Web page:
Critic, Book World


Philip Roth died just 10 months ago, and now his friend Nathan Englander has published a book called “” I suspect that’s not coincidental. There’s nothing derivative about this clever novel, but its tragicomic treatment of death, guilt and Jewish orthodoxy surely pays homage to the late great writer. May his memory be a blessing.

When Englander won the PEN/Malamud Award for short stories in 2000, he was barely 30, by far the youngest-ever recipient of that honor, which typically recognizes a lifetime of achievement. Although he had only published a single collection, “For the Relief of Unbearable Urges,” since then he’s confirmed the judges’ faith in his work. Four of his stories have appeared in “The Best American Short Stories,” and in 2012, he published a second collection called “What We Talk About When We Talk About Anne Frank,” which was a finalist for a Pulitzer Prize.

“” is a novel, but its first part serves as another reminder of Englander’s extraordinary skill as a short story writer. Set 20 years before the rest of the book, it describes a contentious family gathering following a patriarch’s death. Larry — the black sheep — has come from Brooklyn to stay with his Orthodox sister in Memphis as they sit shiva. Despite hearing the “quiet, muttering stream of well-wishers,” he feels harshly appraised. “I want them not to judge me just because I left their stupid world,” he hisses at his sister in the kitchen. These two siblings lash out at each other with words sharpened by grief. Larry insists he be allowed to mourn in his own way. His sister upbraids him for thoughtlessly ignoring their traditions. “It’s no reason to treat me like a freak,” he cries. “They’re just stupid rules.”

But of course, they’re not just stupid rules — not to his sister and not even to Larry. One of the fascinating points Englander explores in “” is the way ardent followers and angry apostates both regard religious tradition with awe — but from different sides. “Sometimes the rejection is a way to let people know that the thing we reject truly matters,” Larry says much later. “It is its own kind of faith, even if it’s the opposite of faith.”

Larry and his sister may lose control, but Englander never does. Their vicious argument, made all the more injurious because they love each other, articulates the confusing interplay of grief, affection and self-righteousness that only death can provoke. As Emerson wrote, “Sorrow makes us all children again.”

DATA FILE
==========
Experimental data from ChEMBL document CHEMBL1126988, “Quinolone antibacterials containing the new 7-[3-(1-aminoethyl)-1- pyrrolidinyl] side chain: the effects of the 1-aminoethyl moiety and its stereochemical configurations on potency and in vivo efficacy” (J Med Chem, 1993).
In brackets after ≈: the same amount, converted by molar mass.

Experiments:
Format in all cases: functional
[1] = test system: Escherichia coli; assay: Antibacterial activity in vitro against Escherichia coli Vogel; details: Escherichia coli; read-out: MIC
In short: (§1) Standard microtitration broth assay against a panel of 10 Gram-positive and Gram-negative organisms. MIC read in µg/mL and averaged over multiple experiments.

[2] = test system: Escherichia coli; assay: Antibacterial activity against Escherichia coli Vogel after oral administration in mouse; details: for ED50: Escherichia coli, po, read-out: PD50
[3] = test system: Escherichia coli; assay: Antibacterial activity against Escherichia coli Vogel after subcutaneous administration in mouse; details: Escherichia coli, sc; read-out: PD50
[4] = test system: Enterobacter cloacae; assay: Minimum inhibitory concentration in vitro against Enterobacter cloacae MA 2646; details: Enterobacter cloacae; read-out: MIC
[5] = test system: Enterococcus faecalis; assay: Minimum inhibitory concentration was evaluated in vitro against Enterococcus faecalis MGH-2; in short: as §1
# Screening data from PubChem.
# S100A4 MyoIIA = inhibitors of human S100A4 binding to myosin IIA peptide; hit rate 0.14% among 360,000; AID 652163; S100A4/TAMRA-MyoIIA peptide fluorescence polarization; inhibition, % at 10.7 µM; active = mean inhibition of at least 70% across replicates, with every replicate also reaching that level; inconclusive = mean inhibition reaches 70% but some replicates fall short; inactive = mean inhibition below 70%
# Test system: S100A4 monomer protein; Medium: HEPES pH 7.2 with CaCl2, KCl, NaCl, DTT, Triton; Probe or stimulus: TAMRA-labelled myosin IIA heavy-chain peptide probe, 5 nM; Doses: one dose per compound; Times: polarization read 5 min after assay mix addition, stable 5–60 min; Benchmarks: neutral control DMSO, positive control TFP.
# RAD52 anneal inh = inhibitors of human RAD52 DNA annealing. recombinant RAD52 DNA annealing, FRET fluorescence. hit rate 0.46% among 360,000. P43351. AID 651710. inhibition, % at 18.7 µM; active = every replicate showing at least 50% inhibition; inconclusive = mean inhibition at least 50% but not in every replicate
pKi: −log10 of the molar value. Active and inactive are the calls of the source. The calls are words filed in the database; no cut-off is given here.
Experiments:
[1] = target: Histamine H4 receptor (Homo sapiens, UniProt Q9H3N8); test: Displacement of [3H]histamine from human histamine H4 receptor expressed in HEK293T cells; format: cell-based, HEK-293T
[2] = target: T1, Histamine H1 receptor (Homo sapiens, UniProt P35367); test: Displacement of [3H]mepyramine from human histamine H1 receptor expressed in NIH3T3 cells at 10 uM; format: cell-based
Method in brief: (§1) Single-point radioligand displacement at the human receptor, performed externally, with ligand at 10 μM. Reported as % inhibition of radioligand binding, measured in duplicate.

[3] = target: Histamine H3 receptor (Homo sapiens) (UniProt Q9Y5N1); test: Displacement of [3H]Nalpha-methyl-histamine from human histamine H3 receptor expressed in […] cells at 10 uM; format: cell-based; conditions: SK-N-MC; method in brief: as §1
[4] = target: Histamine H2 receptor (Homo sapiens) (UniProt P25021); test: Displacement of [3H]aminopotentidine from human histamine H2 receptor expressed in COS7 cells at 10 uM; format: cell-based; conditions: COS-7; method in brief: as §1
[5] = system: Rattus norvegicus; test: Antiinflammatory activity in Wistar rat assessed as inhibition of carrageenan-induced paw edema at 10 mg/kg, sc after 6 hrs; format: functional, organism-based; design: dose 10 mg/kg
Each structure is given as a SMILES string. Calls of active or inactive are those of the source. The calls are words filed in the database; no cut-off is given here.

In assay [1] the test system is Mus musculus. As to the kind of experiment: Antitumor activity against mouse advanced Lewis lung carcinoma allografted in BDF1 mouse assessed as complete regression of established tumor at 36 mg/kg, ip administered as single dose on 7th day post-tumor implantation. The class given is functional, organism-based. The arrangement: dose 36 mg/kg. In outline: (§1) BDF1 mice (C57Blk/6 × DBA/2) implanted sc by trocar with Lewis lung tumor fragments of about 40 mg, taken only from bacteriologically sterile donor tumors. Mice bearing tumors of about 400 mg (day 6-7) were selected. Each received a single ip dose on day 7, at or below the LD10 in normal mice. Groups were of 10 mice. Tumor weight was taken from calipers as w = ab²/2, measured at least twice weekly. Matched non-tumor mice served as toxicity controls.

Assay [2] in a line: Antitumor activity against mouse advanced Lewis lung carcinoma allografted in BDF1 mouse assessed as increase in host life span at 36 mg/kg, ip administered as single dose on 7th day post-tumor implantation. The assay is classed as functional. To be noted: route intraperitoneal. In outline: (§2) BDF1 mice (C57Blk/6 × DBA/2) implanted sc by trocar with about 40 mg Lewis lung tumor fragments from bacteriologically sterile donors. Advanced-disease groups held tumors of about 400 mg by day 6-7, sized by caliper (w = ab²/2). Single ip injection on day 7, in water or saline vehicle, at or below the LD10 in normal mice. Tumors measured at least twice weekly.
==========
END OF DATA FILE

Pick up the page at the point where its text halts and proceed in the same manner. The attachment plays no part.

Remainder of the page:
Before he returns home, Larry endures one last confrontation with his sister about his ongoing obligation to recite the Kaddish, the Jewish prayer for the dead, for their beloved father. “I’m asking about the torch you must carry for this family — our family — for the next eleven months. Tell me you get that the Kaddish is on you,” she insists. “You know you can’t miss. Not once. Not a single service.”

The author Nathan Englander. (Joshua Meier)

Larry knows he won’t perform that duty, but then, after scanning the Internet for porn, he accidentally discovers there’s an app for that — or at least a website: “JDate for the dead,” he thinks. For a price, deeply committed students in Jerusalem will say the Mourner’s Prayer for Larry’s father for the next eleven months. What could be more convenient? As soon as he’s typed in his credit card number, secular Larry has passed off his duty to a devout Jew “eager to do the job.”

The cringe factor of this transaction is high — raised higher by a Rothian description of Larry pleasuring himself — but Englander has a way of wedding sharp comedy to anguished solemnity. After all, if Larry were as secular as he claims, he wouldn’t bother with this secret plan to simultaneously shirk and fulfill his duty. His confidence that a website can carry out his familial and spiritual obligation is a brilliant satire of our mania for replacing actual human attention with slick, virtual solutions.

When the main part of the novel picks up 20 years later, Englander keeps pushing on these issues with the same fertile wit and tender compassion. Larry, now married with two children and working in a Jewish school, has flipped back to orthodoxy. Using his Hebrew name, Shaul, he’s returned to the fold and frequently recites the tale of his rebirth for any gathering of Jews. “I do not share the story to brag, or show off, or even to make excuses for all the years of lost time,” he sighs. “I only share it to say, it’s never too late to live one’s true life.”

Larry makes that sound like the happy end of his story, but it’s effectively the beginning of Englander’s. Unsettled by a seventh-grade boy who refuses to observe his own father’s death, Larry finds himself strangely discombobulated. The memory of that Web transaction he made so many years ago returns to trouble him in fresh ways, drawing him down a tortuous path of esoteric concerns that even his most orthodox friends can’t follow. But the heart of his dilemma is universal: If, as he’s claimed, “it’s never too late to live one’s true life,” what exactly is his true life?

That quest will take him far from home and shatter the contented equilibrium of his life, which provides an element of comic mystery to this plot. It also offers Englander a chance to explore the tension between naivete and faith. Larry’s fanatical devotion and his anxiety about fulfilling it might look ridiculous to those who don’t feel the vitality of tradition, but the humor of “” is infused with delight rather than mockery.

What a rare blessing to find a smart and witty novel about the unexpected ways religious commitment can fracture a life — and restore it.

Ron Charles writes about books for The Washington Post and hosts On Sunday at 5 p.m. Nathan Englander will be at Politics & Prose at Union Market, 1270 5th St. NE.

By Nathan Englander

Knopf. 224 pp. $24.95